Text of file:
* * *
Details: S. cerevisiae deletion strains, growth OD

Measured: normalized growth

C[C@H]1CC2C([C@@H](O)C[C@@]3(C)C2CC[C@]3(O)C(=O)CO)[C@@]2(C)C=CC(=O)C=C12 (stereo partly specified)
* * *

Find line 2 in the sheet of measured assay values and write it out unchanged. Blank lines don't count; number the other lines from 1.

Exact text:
Measured: normalized growth